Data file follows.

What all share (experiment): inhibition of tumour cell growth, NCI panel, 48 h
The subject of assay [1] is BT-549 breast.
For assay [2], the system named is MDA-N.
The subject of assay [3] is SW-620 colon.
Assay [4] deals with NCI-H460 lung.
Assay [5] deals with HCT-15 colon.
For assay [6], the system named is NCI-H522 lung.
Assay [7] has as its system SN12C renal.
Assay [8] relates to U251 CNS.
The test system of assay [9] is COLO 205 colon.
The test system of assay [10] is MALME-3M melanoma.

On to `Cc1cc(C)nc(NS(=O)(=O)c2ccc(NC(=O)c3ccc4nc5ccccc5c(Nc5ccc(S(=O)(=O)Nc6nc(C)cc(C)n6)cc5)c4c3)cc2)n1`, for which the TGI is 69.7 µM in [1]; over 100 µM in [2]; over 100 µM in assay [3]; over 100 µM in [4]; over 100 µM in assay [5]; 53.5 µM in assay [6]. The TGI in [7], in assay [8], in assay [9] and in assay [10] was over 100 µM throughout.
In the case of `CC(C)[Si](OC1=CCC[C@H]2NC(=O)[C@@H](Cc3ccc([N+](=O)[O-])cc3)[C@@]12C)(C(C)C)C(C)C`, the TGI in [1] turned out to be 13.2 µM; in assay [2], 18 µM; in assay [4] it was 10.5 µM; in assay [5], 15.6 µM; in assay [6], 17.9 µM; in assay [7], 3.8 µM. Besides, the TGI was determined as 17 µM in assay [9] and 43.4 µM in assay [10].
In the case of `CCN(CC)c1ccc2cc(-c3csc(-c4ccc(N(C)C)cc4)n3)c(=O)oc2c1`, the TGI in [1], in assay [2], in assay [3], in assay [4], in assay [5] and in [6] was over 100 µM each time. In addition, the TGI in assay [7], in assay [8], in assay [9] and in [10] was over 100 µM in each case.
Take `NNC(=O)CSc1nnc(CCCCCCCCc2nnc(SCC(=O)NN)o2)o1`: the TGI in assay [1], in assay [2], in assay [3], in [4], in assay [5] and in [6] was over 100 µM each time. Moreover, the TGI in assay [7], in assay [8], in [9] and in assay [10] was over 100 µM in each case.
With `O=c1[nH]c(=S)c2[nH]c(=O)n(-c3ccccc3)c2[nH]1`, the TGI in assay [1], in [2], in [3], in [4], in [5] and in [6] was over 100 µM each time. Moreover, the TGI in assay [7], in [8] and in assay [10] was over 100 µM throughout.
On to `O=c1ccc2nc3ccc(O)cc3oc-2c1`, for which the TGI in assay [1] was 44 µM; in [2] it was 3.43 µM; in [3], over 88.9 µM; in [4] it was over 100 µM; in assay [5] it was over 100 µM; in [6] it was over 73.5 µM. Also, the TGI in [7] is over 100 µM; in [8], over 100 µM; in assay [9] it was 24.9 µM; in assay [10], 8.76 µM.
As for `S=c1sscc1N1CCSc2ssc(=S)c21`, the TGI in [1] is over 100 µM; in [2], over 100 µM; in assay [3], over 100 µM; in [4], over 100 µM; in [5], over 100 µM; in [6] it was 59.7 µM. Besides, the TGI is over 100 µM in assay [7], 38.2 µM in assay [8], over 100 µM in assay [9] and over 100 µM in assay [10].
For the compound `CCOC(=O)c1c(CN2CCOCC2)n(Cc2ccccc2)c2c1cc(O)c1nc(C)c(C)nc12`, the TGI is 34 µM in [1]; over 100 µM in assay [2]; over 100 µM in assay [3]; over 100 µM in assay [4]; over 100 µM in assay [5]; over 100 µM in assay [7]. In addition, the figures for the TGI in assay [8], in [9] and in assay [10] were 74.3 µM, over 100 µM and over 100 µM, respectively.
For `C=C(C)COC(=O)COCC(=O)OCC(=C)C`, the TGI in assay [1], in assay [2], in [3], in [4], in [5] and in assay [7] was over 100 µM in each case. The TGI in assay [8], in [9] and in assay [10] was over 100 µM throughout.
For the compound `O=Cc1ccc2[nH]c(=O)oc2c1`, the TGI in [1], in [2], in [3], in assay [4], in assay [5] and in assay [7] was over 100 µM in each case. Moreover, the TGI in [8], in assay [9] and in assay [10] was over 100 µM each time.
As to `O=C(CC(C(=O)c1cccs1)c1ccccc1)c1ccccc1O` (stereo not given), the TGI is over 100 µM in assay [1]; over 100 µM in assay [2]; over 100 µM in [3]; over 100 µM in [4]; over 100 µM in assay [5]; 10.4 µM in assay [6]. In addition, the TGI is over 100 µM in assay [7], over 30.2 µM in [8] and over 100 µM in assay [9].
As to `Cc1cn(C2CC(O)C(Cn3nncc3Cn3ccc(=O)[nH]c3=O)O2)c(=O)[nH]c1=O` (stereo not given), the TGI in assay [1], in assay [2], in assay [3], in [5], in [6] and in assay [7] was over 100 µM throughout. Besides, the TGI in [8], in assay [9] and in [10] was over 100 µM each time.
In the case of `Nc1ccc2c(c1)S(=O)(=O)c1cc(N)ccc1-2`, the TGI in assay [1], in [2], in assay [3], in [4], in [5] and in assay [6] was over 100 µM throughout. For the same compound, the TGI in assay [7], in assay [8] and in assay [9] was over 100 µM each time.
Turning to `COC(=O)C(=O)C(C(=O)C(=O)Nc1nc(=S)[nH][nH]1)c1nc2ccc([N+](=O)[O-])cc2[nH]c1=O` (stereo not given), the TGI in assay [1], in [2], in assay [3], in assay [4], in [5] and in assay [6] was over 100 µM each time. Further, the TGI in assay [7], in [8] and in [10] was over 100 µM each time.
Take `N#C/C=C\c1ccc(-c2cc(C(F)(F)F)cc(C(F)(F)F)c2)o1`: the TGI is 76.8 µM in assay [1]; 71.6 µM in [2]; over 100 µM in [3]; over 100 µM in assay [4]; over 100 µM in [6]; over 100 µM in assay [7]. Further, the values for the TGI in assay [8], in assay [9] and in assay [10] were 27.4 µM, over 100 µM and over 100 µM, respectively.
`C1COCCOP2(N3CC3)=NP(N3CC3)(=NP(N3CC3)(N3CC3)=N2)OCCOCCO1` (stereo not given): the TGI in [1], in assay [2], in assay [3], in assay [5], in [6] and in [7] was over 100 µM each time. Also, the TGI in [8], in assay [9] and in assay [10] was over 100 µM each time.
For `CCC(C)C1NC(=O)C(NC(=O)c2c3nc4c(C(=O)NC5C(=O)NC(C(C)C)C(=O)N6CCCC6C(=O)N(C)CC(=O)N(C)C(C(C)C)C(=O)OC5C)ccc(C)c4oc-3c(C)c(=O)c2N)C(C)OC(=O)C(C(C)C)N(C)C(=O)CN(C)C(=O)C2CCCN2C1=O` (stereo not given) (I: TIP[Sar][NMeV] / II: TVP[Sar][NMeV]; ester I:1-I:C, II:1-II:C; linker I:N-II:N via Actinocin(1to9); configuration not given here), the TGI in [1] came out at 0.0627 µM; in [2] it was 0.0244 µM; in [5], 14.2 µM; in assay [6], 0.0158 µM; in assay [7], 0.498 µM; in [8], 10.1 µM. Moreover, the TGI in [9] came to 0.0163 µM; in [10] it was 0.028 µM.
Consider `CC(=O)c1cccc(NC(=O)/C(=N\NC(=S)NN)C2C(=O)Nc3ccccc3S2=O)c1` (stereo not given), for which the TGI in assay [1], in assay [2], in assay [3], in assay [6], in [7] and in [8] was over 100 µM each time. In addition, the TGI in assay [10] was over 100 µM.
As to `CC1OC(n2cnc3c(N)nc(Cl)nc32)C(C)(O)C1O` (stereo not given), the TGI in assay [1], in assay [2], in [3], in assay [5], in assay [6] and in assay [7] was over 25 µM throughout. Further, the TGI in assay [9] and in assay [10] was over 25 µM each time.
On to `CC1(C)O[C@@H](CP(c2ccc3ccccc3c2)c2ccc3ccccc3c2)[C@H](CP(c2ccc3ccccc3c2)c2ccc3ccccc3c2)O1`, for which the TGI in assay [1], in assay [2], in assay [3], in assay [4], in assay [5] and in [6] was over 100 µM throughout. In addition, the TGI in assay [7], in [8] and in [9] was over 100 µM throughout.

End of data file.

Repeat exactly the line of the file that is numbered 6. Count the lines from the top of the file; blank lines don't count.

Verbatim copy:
Assay [5] deals with HCT-15 colon.